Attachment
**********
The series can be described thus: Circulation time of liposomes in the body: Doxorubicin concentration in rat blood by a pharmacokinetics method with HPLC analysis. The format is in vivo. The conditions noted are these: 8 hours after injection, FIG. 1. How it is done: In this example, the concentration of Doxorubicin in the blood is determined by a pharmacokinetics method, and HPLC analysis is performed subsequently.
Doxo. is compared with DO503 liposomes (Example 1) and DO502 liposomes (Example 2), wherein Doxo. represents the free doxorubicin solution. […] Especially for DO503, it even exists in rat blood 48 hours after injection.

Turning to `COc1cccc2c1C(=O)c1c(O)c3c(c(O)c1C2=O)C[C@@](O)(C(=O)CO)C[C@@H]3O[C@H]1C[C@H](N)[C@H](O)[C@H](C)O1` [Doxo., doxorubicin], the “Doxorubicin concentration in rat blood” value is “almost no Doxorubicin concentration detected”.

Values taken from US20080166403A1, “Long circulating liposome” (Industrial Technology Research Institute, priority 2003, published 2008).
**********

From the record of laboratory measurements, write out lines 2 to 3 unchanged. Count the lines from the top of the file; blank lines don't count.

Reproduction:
Doxo. is compared with DO503 liposomes (Example 1) and DO502 liposomes (Example 2), wherein Doxo. represents the free doxorubicin solution. […] Especially for DO503, it even exists in rat blood 48 hours after injection.

Turning to `COc1cccc2c1C(=O)c1c(O)c3c(c(O)c1C2=O)C[C@@](O)(C(=O)CO)C[C@@H]3O[C@H]1C[C@H](N)[C@H](O)[C@H](C)O1` [Doxo., doxorubicin], the “Doxorubicin concentration in rat blood” value is “almost no Doxorubicin concentration detected”.